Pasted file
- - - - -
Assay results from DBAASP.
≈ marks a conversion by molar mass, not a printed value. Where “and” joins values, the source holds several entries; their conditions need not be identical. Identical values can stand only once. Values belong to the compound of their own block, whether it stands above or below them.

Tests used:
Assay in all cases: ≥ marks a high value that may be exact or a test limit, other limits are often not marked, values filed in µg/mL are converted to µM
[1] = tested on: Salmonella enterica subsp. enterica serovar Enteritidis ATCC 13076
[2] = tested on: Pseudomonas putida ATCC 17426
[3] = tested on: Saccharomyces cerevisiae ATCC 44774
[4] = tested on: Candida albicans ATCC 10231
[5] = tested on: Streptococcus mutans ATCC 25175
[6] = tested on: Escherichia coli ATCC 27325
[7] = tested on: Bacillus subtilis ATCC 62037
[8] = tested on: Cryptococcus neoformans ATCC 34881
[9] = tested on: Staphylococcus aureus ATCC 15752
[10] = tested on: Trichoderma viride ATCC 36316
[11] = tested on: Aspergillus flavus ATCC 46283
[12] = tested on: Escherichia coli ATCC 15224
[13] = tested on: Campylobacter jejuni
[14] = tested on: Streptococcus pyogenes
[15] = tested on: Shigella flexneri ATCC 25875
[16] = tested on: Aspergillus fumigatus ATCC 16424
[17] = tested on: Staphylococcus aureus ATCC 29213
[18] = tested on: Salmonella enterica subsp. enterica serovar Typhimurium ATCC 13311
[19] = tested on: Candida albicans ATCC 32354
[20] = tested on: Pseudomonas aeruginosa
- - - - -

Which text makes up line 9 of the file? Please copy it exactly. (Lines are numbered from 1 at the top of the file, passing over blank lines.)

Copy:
[5] = tested on: Streptococcus mutans ATCC 25175